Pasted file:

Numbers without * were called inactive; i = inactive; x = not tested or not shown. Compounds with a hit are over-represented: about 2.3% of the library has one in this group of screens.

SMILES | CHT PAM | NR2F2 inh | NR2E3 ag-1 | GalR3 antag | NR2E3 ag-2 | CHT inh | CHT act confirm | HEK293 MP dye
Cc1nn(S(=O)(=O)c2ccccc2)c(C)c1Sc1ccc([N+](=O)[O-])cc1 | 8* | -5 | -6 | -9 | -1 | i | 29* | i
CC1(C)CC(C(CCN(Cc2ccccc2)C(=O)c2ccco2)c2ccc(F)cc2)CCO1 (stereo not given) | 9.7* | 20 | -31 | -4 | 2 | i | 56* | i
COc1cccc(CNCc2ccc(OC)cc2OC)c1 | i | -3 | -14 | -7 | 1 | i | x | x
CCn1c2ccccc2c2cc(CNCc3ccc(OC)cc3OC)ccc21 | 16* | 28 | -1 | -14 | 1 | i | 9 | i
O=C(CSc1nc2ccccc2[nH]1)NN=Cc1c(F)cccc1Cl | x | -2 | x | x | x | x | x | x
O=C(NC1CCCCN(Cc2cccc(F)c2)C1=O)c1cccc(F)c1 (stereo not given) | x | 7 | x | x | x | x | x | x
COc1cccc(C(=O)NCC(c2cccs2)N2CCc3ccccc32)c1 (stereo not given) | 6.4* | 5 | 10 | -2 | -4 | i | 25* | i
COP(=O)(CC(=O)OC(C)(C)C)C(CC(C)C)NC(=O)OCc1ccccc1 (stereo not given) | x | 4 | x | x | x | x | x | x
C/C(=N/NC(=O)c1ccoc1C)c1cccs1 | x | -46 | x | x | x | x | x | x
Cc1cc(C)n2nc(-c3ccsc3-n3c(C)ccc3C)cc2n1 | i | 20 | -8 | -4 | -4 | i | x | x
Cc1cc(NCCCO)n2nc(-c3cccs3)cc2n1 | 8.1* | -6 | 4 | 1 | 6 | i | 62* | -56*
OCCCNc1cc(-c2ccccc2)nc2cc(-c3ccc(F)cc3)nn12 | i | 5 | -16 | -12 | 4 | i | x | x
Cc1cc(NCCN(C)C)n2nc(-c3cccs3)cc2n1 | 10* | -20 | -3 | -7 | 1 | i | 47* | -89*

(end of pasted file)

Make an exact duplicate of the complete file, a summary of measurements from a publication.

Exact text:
Numbers without * were called inactive; i = inactive; x = not tested or not shown. Compounds with a hit are over-represented: about 2.3% of the library has one in this group of screens.

SMILES | CHT PAM | NR2F2 inh | NR2E3 ag-1 | GalR3 antag | NR2E3 ag-2 | CHT inh | CHT act confirm | HEK293 MP dye
Cc1nn(S(=O)(=O)c2ccccc2)c(C)c1Sc1ccc([N+](=O)[O-])cc1 | 8* | -5 | -6 | -9 | -1 | i | 29* | i
CC1(C)CC(C(CCN(Cc2ccccc2)C(=O)c2ccco2)c2ccc(F)cc2)CCO1 (stereo not given) | 9.7* | 20 | -31 | -4 | 2 | i | 56* | i
COc1cccc(CNCc2ccc(OC)cc2OC)c1 | i | -3 | -14 | -7 | 1 | i | x | x
CCn1c2ccccc2c2cc(CNCc3ccc(OC)cc3OC)ccc21 | 16* | 28 | -1 | -14 | 1 | i | 9 | i
O=C(CSc1nc2ccccc2[nH]1)NN=Cc1c(F)cccc1Cl | x | -2 | x | x | x | x | x | x
O=C(NC1CCCCN(Cc2cccc(F)c2)C1=O)c1cccc(F)c1 (stereo not given) | x | 7 | x | x | x | x | x | x
COc1cccc(C(=O)NCC(c2cccs2)N2CCc3ccccc32)c1 (stereo not given) | 6.4* | 5 | 10 | -2 | -4 | i | 25* | i
COP(=O)(CC(=O)OC(C)(C)C)C(CC(C)C)NC(=O)OCc1ccccc1 (stereo not given) | x | 4 | x | x | x | x | x | x
C/C(=N/NC(=O)c1ccoc1C)c1cccs1 | x | -46 | x | x | x | x | x | x
Cc1cc(C)n2nc(-c3ccsc3-n3c(C)ccc3C)cc2n1 | i | 20 | -8 | -4 | -4 | i | x | x
Cc1cc(NCCCO)n2nc(-c3cccs3)cc2n1 | 8.1* | -6 | 4 | 1 | 6 | i | 62* | -56*
OCCCNc1cc(-c2ccccc2)nc2cc(-c3ccc(F)cc3)nn12 | i | 5 | -16 | -12 | 4 | i | x | x
Cc1cc(NCCN(C)C)n2nc(-c3cccs3)cc2n1 | 10* | -20 | -3 | -7 | 1 | i | 47* | -89*